Caring For A Senior Dog

A senior labrador dog sitting in a brightly lit home

When your dog grows old, it’s a magical and delicate time. Dogs age much faster than humans so their bodies and minds need extra special attention as they reach their twilight years. That could be as early as 8 years old for some large dogs or closer to 15 years for smaller dogs. 

To keep your senior dog in good health you need to think about a variety of factors. 

Today we’ll cover the following aspects that could impact your dog’s life as they age:

  • Dietary changes
  • Exercise needs
  • Mental health
  • General tips

If you want solid, first-hand advice on caring for a senior dog, read on! 

Dietary Changes 

Though many dogs can continue eating the ways they always have, you can support your dog’s healthy ageing by feeding them age-appropriate food. Many dog food brands will have a senior collection. This food will be fortified in vitamins and minerals that can aid your dog’s mobility and mental capacity.

Sometimes older dogs develop sensitivities to the food they’ve always enjoyed. This is due to the digestive system changing with age. If you notice that your dog can’t tolerate grain-heavy dog food anymore, consider a grain-free option. 

Another aspect of diet you may want to consider is supplementation. Remember those vitamins and minerals you may find in food? Some things you can add to your dog’s routine yourself for a well-rounded diet. 

Look out for:

  • Green-lipped mussel powder - for mobility 
  • Fish oil with omega-3 - for joint inflammation 
  • Vitamin C and/or E - for promoting cognitive function
  • MCT oils - for cognitive health such as memory and learning abilities

Overall, we have the same philosophy when it comes to dogs of all ages: feed them the highest quality dog food you can afford. 

As your dog gets older, the quality of their food will become more important so now’s a great time to upgrade!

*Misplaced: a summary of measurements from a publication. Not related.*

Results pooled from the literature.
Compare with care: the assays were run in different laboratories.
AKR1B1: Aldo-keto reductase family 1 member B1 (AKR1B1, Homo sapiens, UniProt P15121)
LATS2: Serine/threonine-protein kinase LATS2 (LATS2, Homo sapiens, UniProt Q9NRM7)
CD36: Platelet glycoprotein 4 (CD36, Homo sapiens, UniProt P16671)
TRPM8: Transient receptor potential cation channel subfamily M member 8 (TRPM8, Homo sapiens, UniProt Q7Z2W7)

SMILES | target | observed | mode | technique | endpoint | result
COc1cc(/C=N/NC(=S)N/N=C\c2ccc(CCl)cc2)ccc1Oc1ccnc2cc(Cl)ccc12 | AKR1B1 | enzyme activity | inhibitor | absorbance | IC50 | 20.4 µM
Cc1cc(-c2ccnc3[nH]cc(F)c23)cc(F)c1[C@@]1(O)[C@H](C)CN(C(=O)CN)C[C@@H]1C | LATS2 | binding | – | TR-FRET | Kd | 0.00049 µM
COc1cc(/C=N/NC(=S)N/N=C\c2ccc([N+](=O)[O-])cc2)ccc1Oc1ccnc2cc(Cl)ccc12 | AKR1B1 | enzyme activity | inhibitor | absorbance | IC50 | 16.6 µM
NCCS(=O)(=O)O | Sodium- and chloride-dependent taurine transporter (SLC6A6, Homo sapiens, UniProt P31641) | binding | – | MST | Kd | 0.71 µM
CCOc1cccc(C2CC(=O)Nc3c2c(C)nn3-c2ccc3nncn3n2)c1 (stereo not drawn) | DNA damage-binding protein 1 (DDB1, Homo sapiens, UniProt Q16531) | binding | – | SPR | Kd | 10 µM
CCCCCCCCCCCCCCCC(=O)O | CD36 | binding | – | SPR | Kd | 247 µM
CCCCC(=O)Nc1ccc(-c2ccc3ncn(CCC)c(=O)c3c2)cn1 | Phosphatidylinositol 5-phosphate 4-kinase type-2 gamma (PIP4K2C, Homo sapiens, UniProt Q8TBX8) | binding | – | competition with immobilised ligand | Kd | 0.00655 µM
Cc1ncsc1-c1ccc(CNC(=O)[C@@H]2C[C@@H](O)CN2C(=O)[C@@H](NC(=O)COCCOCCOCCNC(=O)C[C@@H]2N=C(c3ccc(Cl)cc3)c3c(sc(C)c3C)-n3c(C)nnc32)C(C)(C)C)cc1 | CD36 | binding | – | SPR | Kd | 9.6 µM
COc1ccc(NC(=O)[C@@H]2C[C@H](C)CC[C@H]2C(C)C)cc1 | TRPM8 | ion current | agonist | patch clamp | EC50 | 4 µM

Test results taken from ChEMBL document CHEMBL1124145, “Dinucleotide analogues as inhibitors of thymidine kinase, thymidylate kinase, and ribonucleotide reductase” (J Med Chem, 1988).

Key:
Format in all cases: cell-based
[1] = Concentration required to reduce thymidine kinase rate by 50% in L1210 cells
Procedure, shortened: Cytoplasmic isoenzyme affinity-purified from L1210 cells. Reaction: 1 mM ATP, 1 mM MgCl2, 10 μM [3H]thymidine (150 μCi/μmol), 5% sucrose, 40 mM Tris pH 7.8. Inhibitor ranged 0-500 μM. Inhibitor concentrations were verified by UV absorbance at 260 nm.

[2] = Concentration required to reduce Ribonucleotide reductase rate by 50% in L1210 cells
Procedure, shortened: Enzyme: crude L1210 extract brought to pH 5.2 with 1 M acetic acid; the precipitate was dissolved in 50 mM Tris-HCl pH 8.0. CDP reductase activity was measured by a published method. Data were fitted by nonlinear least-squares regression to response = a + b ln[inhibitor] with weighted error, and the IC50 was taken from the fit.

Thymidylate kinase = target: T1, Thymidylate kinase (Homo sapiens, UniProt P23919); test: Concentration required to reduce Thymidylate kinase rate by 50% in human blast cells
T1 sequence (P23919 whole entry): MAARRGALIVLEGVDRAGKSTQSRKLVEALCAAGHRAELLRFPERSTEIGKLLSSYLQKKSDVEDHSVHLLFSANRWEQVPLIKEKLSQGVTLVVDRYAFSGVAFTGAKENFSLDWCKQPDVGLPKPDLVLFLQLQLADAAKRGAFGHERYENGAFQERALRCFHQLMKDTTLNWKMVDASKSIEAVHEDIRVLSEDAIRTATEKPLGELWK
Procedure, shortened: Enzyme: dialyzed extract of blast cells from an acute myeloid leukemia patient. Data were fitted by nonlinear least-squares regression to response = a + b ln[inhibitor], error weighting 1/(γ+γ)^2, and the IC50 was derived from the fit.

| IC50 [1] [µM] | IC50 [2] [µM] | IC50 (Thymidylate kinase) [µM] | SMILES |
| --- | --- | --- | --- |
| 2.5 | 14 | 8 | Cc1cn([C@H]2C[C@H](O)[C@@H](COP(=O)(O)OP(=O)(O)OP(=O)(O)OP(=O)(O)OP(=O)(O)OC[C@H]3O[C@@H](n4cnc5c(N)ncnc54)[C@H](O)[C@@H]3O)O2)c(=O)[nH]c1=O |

Exercise Needs

All dogs need exercise. Even if your dog is struggling with mobility issues, it’s important they move in any way possible. 

If your dog can tolerate a short daily walk, that’s ideal. However, many dogs are too tired and too achy to do that. Work with your dog’s rhythm. If they can only walk to the end of the street or around the kitchen table before tiring out, meet them where they're at. Unless your dog is depressed (which we’ll get to) your dog will enjoy the short walk all the same! 

In some cases, your vet may recommend physical therapy to ease mobility issues. You can ask the professional how to best exercise your dog if they have severe arthritis. Vets may also prescribe medications for joint pain which will help get them moving again. 

Mental Health Concerns

Many old dogs are just as lively, happy, and fulfilled as they were in their youth. It’s beautiful to see! Even if your dog is losing their sight and hearing, which are both common in old age, they’re rarely upset about it. 

Luckily there are only two conditions that you should be wary of in old age; doggy depression and doggy dementia. 

  • Depression

    Depression is relatively rare in dogs but can happen more frequently as they age. For example, dogs can grieve the loss of a fellow dog who has died, and that can lead to depression. Joint pain can also cause low mood as it would for anyone! If you fear that your dog has depression, talk to your vet about available treatments.

  • Canine Cognitive Dysfunction Syndrome (CCDS/Dementia)

    CCDS is more common than depression. Your dog can start to feel anxious at random and bark throughout the night. It sometimes manifests as appetite changes and mood swings too. Unfortunately, you can’t do much about CCDS other than promoting a healthy mind with puzzle games and good nutrition. 

General Advice

All dogs age slightly differently - even within the same breed. Your pup may exhibit all the signs of ageing or none of them! 

Here is a list of “normal” signs that your dog is growing old:

  • Greying fur, around the face and paws especially
  • Increased thirst
  • Stiff joints and slowed mobility
  • Bad breath
  • Fatigue leads to more napping and less activity at home
  • Saggy skin in certain areas
  • Reduced strength and muscle mass
  • New fat deposits under the skin (usually harmless lipomas)
  • Weight changes
  • Cloudy eyes from cataracts

None of these things are particularly cause for concern unless they change dramatically in a short period of time or impact your dog’s quality of life. 

Otherwise, embrace this new phase! Your senior dog is still the joyful, warm and loving dog they always were. The best way to care for a senior dog is to keep that in mind. Play, laugh, cuddle, wander - your dog can still have a fulfilling, exciting life right into their twilight years!

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